Removal of Juan de Oñate from Española Fiestas

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As residents of the Tewa Basin, we understand that our shared history is deep and interconnected. For more than 20,000 years, First Peoples have moved around, through, and along the Rio Grande and Chama river valleys. The complex societies of ancestral Puebloan people were a part of a great mosaic of cultures and peoples that stretched across North America ignoring state or national borders. This deep history of our home is still present today in many forms, from landforms and plants and animals to the living cultures of Tewa and other First Peoples. The events of the sixteenth century of the European christian calendar began the connection with a growing and increasingly global world. It also came along with colonial violence and subjugation that targeted women, children, and elders specifically to maintain the generation of wealth for a small subset of aristocrats and large landowners. With the independence of Mexico, the department of Nuevomexico became involved in national politics for the first time and organized local political movements to sway politicians in Mexico City.

The acquisition of New Mexico by the United States through war and treaty by 1853 changed many relationships between people and land with disastrous effect on our communities. But, we have survived and continue to thrive throughout this long history. We have organized our communities in ways which allow us to maintain our sovereignty either as tribes, land grants, or expressive and strong people in community and family. Cutting and gathering firewood or hunting or camping or simply cruising through our beautiful homeland we are always in the presence of our histories. But our history is not well-represented by the Spanish colonial pageants used in the Española and Santa Fe fiestas. This history has reflected a small portion of colonial government which increased exploitation and brutality in order to produce and enrich far-away aristocrats and an effort by businesses and fraternal organizations in the late-nineteenth century to sanitize New Mexican history. This historical forgetting was never complete as long as the majority of New Mexicans had the complex stories of belonging and migration under circumstances of adversity but which have shaped us positively.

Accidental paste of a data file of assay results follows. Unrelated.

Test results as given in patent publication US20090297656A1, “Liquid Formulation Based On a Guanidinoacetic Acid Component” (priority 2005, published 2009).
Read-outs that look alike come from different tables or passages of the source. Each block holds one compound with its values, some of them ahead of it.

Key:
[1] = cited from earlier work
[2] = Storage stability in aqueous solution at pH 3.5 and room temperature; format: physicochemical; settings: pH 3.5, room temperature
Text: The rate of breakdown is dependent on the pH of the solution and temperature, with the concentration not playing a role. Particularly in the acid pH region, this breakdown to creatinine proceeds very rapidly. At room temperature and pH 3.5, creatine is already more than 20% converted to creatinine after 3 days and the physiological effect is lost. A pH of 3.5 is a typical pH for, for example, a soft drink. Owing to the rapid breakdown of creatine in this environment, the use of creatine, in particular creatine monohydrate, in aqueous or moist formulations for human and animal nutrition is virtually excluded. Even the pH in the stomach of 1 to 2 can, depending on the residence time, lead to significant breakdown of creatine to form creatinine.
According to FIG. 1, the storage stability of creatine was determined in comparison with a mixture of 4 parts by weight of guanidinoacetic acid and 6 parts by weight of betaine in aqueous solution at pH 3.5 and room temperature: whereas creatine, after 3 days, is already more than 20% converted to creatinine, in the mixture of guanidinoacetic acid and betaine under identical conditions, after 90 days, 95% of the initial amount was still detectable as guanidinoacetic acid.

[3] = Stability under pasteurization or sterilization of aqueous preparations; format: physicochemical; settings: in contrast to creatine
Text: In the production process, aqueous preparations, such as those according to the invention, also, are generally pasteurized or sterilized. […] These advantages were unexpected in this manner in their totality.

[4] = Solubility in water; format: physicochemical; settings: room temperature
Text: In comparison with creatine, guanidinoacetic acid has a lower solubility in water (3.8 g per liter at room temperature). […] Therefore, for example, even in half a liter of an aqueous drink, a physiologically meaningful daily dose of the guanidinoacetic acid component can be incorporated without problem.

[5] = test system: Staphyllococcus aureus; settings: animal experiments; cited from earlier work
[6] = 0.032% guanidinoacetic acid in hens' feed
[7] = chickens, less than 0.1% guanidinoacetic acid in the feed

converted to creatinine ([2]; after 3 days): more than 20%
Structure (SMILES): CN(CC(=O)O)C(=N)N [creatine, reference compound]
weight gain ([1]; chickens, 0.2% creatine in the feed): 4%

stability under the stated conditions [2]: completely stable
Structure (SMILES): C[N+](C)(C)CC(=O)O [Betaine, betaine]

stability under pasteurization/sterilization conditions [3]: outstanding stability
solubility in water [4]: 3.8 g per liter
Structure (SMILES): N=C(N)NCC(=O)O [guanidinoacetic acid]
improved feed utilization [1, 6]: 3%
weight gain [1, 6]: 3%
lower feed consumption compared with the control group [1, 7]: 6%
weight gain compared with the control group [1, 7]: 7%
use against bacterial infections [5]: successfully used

In this context, we demand that Española Mayor Javier Sanchez and City Council remove the symbol of Oñate from all city-sanctioned activities and begin to build a narrative of truth-telling and healing for the people of the Española Valley. We must do right by history and set a good example for our children. Please sign and share.